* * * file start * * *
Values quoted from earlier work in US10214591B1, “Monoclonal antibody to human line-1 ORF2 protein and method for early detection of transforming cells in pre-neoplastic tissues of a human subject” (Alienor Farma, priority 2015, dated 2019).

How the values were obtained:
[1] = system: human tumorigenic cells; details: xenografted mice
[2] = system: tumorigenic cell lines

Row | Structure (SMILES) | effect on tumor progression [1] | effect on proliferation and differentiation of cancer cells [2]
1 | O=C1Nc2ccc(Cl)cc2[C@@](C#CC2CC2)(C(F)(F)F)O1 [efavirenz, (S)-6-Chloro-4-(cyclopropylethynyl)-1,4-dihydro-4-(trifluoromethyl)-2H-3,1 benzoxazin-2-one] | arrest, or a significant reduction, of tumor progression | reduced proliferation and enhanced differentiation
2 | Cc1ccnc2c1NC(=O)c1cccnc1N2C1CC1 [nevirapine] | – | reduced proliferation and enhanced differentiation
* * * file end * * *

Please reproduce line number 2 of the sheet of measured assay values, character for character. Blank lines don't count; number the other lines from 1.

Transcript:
How the values were obtained: